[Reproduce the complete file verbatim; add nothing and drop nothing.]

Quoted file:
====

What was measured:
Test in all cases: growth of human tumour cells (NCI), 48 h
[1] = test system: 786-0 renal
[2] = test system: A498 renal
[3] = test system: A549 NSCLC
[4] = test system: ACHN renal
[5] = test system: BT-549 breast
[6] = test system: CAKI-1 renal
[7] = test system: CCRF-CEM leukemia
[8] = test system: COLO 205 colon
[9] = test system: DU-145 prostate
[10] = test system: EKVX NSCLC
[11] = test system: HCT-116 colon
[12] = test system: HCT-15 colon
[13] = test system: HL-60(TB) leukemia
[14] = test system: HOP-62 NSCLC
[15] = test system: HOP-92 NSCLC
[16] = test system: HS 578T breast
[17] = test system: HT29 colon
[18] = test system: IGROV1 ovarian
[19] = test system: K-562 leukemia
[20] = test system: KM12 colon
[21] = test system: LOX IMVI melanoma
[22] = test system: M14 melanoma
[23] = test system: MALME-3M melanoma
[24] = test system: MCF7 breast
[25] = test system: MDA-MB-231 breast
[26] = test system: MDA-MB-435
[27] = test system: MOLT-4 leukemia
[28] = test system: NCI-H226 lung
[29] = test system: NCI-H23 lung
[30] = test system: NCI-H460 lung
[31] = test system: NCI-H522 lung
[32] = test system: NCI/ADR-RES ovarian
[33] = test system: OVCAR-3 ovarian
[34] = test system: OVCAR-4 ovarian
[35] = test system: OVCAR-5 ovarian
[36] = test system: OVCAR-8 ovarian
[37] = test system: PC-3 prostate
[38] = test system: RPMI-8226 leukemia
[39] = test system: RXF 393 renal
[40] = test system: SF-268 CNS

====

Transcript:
What was measured:
Test in all cases: growth of human tumour cells (NCI), 48 h
[1] = test system: 786-0 renal
[2] = test system: A498 renal
[3] = test system: A549 NSCLC
[4] = test system: ACHN renal
[5] = test system: BT-549 breast
[6] = test system: CAKI-1 renal
[7] = test system: CCRF-CEM leukemia
[8] = test system: COLO 205 colon
[9] = test system: DU-145 prostate
[10] = test system: EKVX NSCLC
[11] = test system: HCT-116 colon
[12] = test system: HCT-15 colon
[13] = test system: HL-60(TB) leukemia
[14] = test system: HOP-62 NSCLC
[15] = test system: HOP-92 NSCLC
[16] = test system: HS 578T breast
[17] = test system: HT29 colon
[18] = test system: IGROV1 ovarian
[19] = test system: K-562 leukemia
[20] = test system: KM12 colon
[21] = test system: LOX IMVI melanoma
[22] = test system: M14 melanoma
[23] = test system: MALME-3M melanoma
[24] = test system: MCF7 breast
[25] = test system: MDA-MB-231 breast
[26] = test system: MDA-MB-435
[27] = test system: MOLT-4 leukemia
[28] = test system: NCI-H226 lung
[29] = test system: NCI-H23 lung
[30] = test system: NCI-H460 lung
[31] = test system: NCI-H522 lung
[32] = test system: NCI/ADR-RES ovarian
[33] = test system: OVCAR-3 ovarian
[34] = test system: OVCAR-4 ovarian
[35] = test system: OVCAR-5 ovarian
[36] = test system: OVCAR-8 ovarian
[37] = test system: PC-3 prostate
[38] = test system: RPMI-8226 leukemia
[39] = test system: RXF 393 renal
[40] = test system: SF-268 CNS